From The Washington Post:
For months, Republican presidential nominee Donald Trump has railed against a dense set of banking industry regulations meant to prevent a repeat of the 2008 financial crisis. Dodd Frank, as the legislative package is known, includes hundreds of new regulatory requirements, including forcing banks to hold more capital and prove that they can withstand economic turmoil.
Trump has said he would “dismantle” key parts of the legislation.
And then on Monday, in an economic speech in Detroit, Trump went even further, saying that upon being elected he would call for a ”moratorium” on new regulations. Excessive regulation, he said, had stifled economic growth and killed jobs.
“I am going to cut regulations massively,” Trump said.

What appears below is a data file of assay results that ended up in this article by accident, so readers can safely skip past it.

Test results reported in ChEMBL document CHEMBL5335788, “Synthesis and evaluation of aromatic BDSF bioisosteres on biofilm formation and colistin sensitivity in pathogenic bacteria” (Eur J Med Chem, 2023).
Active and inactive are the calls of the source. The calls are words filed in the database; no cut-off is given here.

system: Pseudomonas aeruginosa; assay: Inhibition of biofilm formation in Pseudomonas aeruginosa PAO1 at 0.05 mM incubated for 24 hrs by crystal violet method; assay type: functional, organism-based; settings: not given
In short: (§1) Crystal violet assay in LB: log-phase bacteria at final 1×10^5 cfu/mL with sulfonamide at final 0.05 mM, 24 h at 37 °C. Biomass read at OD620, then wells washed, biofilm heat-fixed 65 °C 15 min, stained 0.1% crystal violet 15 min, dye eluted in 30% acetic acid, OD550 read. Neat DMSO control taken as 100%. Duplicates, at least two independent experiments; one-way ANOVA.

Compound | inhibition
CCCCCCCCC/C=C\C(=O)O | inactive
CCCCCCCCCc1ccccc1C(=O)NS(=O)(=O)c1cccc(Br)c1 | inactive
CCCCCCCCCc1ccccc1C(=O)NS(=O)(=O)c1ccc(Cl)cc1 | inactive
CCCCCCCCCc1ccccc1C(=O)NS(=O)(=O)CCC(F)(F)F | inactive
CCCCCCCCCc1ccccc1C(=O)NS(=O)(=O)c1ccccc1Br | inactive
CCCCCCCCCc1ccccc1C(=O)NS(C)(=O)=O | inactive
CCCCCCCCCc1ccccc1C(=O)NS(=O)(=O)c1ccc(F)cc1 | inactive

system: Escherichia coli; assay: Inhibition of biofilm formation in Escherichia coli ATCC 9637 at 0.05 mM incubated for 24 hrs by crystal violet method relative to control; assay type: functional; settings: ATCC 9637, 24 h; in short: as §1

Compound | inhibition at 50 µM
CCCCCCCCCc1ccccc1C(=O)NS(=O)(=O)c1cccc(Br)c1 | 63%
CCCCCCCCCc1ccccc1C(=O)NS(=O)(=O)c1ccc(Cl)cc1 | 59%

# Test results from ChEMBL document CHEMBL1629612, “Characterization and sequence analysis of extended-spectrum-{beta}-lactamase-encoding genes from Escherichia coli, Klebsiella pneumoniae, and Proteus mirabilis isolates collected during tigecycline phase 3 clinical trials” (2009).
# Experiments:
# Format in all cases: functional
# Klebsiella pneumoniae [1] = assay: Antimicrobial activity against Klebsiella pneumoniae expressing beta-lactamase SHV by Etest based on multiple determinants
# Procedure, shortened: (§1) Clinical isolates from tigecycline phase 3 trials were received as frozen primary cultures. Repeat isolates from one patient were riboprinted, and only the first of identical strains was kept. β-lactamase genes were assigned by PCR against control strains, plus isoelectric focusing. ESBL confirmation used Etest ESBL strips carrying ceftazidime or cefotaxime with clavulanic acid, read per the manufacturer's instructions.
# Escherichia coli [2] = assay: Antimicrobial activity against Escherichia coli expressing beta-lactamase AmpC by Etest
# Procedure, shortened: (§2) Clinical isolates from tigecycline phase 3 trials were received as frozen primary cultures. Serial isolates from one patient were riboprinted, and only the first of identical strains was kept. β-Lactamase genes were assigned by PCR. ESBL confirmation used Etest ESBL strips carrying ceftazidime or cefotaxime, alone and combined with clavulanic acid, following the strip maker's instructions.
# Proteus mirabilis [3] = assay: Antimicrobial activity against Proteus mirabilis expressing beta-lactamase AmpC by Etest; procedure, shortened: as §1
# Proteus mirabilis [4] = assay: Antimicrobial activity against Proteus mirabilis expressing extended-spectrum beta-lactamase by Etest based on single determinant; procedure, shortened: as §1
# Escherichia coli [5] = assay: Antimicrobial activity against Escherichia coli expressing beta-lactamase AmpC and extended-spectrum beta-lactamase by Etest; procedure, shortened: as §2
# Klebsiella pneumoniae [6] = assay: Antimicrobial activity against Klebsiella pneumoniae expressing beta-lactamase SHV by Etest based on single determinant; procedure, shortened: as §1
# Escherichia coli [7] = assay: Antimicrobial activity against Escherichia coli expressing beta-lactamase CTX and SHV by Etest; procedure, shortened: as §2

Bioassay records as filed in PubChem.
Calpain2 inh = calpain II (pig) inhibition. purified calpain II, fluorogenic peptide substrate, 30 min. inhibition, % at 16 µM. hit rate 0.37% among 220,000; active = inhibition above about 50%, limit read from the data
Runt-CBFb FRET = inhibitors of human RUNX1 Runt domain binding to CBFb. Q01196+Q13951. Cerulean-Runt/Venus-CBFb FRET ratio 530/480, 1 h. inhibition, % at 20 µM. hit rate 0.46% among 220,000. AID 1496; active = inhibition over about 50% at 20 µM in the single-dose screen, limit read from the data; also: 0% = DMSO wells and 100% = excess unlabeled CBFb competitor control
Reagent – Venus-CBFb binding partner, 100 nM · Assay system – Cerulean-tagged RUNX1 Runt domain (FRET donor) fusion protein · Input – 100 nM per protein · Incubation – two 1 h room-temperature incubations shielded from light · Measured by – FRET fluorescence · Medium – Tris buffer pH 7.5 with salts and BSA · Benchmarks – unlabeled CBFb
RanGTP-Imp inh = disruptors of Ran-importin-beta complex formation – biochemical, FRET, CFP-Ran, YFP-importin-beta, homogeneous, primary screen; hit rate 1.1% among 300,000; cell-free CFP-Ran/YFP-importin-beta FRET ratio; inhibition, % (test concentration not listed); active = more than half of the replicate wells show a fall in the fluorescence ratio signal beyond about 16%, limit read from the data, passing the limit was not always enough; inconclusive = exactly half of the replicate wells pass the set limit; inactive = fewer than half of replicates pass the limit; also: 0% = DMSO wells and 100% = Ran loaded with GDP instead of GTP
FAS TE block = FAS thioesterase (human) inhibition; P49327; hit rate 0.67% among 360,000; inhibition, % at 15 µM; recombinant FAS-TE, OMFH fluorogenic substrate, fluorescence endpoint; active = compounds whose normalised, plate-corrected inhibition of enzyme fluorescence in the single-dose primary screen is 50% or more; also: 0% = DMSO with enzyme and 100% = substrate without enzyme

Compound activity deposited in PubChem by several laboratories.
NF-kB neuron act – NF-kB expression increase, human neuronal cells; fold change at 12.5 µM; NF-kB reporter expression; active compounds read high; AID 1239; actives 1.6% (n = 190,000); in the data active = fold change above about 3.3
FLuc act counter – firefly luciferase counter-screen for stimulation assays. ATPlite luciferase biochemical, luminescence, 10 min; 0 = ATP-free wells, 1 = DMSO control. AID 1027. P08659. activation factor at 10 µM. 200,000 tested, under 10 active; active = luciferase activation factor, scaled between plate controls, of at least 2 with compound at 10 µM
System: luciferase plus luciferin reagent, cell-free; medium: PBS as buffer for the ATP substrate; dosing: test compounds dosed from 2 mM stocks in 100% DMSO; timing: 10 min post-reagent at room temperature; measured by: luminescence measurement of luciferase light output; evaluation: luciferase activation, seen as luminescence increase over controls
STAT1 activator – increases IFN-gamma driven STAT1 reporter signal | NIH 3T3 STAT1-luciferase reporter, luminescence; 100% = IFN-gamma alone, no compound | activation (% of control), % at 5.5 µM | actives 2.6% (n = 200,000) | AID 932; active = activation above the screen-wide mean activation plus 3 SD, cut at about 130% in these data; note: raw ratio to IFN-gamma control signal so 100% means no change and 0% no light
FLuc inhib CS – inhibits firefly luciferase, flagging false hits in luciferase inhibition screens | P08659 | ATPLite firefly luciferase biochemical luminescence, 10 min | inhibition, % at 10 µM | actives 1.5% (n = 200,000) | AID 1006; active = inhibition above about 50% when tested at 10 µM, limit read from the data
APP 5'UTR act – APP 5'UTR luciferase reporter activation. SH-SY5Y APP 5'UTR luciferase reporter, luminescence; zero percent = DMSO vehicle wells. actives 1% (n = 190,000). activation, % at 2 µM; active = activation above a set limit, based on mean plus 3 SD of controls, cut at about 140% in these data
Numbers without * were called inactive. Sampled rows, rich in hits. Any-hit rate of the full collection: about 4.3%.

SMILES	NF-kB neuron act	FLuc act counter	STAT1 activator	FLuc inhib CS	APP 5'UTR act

While Trump’s proposal would cover a wide swath of what Washington does, the effect on the financial sector would be particularly pronounced, leaving key aspects of Dodd Frank undone. As of July, six years after the legislation was passed, rules have not been proposed to address about 20 percent of the Dodd Frank requirements, according to data collected by Davis Polk, a large Washington law firm. The Securities and Exchange Commission has missed the deadline for about 17 percent of the regulations it was supposed to implement, for example.
Among the rules that have yet to be implemented is a curb on Wall Street pay. (The rules have been proposed, but not adopted.) In addition, rules to limit risks in the complicated world of derivatives and commodity markets – that caused many of the problems during the financial crisis – are still being worked out.
There are other parts of Trump’s economic plan that will gain favor on Wall Street. He would do away with the estate tax, known by its critics as the “death tax.” Trump said he would eliminate the so-called “carried …